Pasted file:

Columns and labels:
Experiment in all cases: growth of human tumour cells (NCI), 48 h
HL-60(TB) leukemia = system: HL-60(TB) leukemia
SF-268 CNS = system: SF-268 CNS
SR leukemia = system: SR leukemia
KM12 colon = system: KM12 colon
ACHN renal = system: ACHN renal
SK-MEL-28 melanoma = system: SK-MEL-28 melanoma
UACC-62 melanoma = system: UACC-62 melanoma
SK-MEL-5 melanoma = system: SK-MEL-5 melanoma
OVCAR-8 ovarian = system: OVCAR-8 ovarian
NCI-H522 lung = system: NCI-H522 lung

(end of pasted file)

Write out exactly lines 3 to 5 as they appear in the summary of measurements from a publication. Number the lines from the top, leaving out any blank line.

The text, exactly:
HL-60(TB) leukemia = system: HL-60(TB) leukemia
SF-268 CNS = system: SF-268 CNS
SR leukemia = system: SR leukemia